Going the Extra Mile: Carmel runners prepare in various ways for Indy Mini Marathon this May

Pushing+forward%3A%0AYael+Kiser+and+Mia+Bruder%2C+track+athletes+and+sophomores%2C+jog+to+warm+up+for+their+training.+By+running+together%2C+the+two+athletes+motivated+each+other+to+keep+running.
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Going the Extra Mile: Carmel runners prepare in various ways for Indy Mini Marathon this May

Pushing forward:
Yael Kiser and Mia Bruder, track athletes and sophomores, jog to warm up for their training. By running together, the two athletes motivated each other to keep running.

Pushing forward: Yael Kiser and Mia Bruder, track athletes and sophomores, jog to warm up for their training. By running together, the two athletes motivated each other to keep running.

Maddie Kosc

Pushing forward: Yael Kiser and Mia Bruder, track athletes and sophomores, jog to warm up for their training. By running together, the two athletes motivated each other to keep running.

Maddie Kosc

Maddie Kosc

Pushing forward: Yael Kiser and Mia Bruder, track athletes and sophomores, jog to warm up for their training. By running together, the two athletes motivated each other to keep running.

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Even for student athletes who participate in cross-country and track, running a distance as long as 13.1 miles can seem quite daunting. This is the case for Mia Bruder, cross-country runner and sophomore. Bruder started running for CHS in her freshman year and developed a love for the sport. With encouragement from her friends, Bruder decided to sign up for the OneAmerica 500 Festival Mini-Marathon, which takes place May 4 in Indianapolis.

“A couple of my friends from cross-country have been running the Mini for a couple years now and it was something I have been interested in for a while. One of my friends is an ambassador for the Mini this year so she was really trying to get me to sign up,” Bruder said.

However, despite her running background, Bruder said she realized she still had to train for the half-marathon.

“I had never run such a long distance before. During track and cross-country we have long runs, but the distances for those are never longer than eight miles,” Bruder said. “Since I had never done a race this long, I had no idea how to train.”

Bruder said she turned to her friends for help.

“Two of my friends have been running the Mini for a couple of years now and so I decided to ask them to help me train. I found out that they had different training plans and that made me realize that everyone has their own way of preparing,” Bruder said.

Maddie Kosc
Bell ringer: Savannah Hill, track athlete and sophomore, rings a bell after participating in one of the OneAmerica 500 Festival Mini-Marathon trial runs. Hill used the trial as a way to help train for the mini-marathon.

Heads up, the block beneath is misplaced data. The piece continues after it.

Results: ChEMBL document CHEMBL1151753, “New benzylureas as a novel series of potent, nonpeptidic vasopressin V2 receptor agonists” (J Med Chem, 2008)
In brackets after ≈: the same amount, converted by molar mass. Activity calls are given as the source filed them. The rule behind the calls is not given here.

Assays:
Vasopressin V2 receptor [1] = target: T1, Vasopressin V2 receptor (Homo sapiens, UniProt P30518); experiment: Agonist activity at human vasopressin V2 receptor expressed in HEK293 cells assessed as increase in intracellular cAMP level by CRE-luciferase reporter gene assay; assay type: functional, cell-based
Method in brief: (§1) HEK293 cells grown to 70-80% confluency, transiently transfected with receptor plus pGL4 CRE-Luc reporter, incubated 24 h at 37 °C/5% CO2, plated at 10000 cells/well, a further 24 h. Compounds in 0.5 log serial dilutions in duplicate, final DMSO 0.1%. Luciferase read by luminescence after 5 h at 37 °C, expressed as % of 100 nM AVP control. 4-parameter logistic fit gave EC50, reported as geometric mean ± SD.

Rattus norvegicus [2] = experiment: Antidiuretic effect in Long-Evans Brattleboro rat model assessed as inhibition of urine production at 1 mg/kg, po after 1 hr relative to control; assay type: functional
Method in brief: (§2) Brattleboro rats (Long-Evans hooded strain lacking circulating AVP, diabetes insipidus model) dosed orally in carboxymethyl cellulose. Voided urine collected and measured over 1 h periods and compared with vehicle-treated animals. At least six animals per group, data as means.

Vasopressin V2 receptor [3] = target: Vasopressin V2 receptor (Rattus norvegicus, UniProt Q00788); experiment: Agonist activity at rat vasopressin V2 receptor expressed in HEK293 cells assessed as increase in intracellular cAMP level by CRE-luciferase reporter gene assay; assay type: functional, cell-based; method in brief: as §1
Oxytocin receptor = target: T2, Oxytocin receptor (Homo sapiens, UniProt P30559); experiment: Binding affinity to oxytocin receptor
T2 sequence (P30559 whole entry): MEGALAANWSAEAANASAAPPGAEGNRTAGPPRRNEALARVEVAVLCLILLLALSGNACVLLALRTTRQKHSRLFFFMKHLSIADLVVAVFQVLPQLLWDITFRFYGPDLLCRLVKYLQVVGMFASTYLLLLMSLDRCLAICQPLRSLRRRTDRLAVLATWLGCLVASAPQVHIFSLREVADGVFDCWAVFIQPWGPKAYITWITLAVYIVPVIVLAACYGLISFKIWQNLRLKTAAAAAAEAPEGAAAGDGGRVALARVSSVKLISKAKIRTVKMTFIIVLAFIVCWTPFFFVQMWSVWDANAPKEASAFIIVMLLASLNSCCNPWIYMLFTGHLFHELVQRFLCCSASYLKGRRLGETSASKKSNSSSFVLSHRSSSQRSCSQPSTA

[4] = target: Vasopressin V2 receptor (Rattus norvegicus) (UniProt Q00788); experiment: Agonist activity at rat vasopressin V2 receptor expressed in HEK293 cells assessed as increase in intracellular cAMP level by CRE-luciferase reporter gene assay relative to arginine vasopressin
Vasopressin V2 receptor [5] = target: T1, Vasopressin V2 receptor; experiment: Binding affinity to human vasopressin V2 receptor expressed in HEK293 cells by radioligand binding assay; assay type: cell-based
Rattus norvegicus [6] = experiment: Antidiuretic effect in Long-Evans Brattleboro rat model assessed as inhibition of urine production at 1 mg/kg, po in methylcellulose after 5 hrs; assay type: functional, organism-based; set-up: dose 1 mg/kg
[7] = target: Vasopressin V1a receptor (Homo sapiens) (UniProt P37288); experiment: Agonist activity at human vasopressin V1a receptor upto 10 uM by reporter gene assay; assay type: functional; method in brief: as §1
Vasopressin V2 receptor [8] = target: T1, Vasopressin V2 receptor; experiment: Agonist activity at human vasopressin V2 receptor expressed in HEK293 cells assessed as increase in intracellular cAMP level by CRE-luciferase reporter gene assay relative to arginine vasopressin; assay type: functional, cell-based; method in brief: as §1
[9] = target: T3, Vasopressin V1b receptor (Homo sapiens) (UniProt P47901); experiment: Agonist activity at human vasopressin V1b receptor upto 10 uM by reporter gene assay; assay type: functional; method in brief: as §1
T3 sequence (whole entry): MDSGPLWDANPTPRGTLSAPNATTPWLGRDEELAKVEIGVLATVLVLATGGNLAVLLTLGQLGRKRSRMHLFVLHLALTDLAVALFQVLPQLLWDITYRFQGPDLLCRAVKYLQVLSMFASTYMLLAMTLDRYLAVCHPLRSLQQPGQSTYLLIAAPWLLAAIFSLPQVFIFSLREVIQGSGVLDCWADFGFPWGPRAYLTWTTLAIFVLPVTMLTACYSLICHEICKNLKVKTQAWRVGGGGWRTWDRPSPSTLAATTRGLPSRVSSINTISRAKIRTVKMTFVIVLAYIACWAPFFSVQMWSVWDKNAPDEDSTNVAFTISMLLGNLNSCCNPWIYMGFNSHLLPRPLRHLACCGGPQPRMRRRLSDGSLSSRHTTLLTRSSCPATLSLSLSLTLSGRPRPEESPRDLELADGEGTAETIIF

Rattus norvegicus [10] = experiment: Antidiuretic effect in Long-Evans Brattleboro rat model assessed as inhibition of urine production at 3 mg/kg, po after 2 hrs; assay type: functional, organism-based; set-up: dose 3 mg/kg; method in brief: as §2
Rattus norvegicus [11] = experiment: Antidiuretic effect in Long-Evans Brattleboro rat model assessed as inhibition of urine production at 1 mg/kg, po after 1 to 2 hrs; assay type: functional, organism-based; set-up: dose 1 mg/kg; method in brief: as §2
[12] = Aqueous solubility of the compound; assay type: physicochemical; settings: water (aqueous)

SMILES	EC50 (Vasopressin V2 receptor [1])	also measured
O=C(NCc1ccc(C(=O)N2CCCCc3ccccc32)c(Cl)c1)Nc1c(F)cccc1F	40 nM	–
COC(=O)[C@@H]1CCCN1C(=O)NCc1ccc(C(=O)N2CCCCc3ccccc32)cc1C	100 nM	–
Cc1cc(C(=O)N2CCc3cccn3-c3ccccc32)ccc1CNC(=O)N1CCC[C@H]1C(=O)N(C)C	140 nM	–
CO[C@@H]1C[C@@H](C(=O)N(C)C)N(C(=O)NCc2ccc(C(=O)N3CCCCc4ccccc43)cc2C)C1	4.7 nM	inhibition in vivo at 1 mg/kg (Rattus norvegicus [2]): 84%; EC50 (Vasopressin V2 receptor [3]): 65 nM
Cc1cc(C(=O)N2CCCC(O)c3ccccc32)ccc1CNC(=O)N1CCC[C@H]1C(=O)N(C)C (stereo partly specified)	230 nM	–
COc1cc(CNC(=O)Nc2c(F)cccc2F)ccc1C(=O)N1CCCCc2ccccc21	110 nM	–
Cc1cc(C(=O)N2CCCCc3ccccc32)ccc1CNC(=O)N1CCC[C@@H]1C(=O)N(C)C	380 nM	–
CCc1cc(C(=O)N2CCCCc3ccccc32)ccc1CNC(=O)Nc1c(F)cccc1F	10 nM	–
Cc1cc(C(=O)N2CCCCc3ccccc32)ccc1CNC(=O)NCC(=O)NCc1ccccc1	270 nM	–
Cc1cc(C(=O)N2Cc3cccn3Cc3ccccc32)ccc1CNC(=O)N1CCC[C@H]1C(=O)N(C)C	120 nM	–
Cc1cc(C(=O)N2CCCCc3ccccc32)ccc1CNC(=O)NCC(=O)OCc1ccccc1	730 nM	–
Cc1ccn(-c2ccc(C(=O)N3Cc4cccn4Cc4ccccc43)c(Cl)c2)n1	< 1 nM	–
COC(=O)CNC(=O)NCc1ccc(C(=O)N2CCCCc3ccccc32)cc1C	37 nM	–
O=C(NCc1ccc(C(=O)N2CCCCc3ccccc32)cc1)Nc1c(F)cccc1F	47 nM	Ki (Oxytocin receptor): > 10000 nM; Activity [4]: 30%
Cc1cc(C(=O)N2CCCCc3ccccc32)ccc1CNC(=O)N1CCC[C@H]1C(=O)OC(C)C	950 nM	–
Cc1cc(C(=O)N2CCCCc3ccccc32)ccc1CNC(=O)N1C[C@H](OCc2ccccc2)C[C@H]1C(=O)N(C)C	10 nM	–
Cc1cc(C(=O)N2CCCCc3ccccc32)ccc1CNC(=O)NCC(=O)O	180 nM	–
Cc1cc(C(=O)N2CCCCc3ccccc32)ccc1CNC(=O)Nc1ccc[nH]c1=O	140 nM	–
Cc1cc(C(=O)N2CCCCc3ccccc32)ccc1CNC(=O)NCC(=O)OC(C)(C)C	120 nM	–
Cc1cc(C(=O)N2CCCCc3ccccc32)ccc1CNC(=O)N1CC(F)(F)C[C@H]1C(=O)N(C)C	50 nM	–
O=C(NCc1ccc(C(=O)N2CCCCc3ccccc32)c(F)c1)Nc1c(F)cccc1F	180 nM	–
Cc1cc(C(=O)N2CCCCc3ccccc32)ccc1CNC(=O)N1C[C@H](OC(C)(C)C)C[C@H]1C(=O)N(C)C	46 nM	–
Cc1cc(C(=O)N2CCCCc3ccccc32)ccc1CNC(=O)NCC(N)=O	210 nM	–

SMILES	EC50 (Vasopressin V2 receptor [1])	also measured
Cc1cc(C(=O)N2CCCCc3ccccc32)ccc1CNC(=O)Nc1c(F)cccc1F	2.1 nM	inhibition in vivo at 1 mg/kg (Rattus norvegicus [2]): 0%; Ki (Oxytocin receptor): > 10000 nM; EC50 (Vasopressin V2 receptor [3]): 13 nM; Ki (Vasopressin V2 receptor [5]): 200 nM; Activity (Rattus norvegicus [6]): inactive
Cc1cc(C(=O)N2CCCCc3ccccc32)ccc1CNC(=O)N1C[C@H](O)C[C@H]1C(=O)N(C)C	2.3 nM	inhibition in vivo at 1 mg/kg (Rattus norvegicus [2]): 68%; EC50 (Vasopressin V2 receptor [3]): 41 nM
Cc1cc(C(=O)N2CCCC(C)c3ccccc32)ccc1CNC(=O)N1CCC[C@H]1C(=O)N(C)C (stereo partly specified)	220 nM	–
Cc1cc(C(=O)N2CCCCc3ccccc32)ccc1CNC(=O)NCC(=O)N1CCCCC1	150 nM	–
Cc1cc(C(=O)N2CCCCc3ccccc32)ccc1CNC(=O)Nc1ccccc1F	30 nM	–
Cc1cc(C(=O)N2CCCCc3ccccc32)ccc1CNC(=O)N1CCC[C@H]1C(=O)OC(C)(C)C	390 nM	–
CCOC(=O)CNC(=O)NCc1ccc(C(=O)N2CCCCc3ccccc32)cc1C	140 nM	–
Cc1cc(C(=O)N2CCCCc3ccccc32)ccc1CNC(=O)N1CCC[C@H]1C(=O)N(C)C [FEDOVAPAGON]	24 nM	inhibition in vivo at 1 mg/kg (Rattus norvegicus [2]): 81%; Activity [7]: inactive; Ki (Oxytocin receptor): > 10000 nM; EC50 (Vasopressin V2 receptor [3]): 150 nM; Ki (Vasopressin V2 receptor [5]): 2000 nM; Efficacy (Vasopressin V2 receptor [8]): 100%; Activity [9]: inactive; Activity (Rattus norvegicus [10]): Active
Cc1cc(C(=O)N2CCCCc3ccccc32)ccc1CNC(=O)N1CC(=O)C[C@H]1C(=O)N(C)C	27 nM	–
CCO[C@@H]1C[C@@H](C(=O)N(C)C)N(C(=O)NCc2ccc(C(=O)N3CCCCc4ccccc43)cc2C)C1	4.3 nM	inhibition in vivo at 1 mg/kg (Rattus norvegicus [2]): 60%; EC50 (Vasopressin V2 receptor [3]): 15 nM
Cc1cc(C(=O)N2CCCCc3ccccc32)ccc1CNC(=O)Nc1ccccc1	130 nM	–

One of those friends is sophomore Savannah Hill, an ambassador for the mini-marathon this year.

“As an ambassador for the Mini, I mainly focus on encouraging other people to sign up for the Mini and the other races that are connected to the Mini. There is the Miler Series starting at the beginning of February. There is a race each month leading up to the Mini and the distances increase each race,” Hill said. “They are a really great way to prepare for the Mini and help to make sure you are on track with your training plan, so I definitely encourage people to sign up for the Mini as well.”

On the other hand, sophomore Yael Kiser said she has a different way to prepare.

“I run track up until around the date of the Mini, so it is really hard because you have to get in long-distance runs in addition to the track workouts that we are supposed to do,” Kiser said. “Luckily, closer to the end of the season our coach lets those of us that are running the Mini to substitute certain track workouts with longer runs. This is really helpful because it almost creates a training plan where I just have to show up to practice and that motivates me to run.”

Finally, some participants such as Katie Kelly, assistant cross-country coach and social studies teacher, prepare for the mini-marathon completely independently. Kelly first ran the mini-marathon in 2009.

“I signed up because I wanted to walk with another teacher.  So, then we trained to do it and when we got to the race, I ended up running quite a bit of it and I figured out that I loved it,” Kelly said. “So I signed up again to run it this May.”

Kelly has run a number of longer distances since then, participating in triathlons and full marathons, and has developed her own training plan.

“I have a training plan where I start off small and I run three to four miles four days a week. Throughout the year, I will build on a little bit each week and have long runs that will start off as five or six miles but will later go up to 10 or 11 miles before the race itself,” Kelly said.

As an experienced runner for longer distances, Kelly said, “For anyone interested in running a mini-marathon, I would say look for a coach or a club or experienced friends who have done it before, so that they can give you a lot of advice and help you get started.”

In the end, Bruder said she was just excited about the experience itself.

“I think it would just be really cool to be able to say that I’ve run a mini-marathon before. It is a huge accomplishment and no matter the outcome I know I will be proud of myself,” Bruder said.

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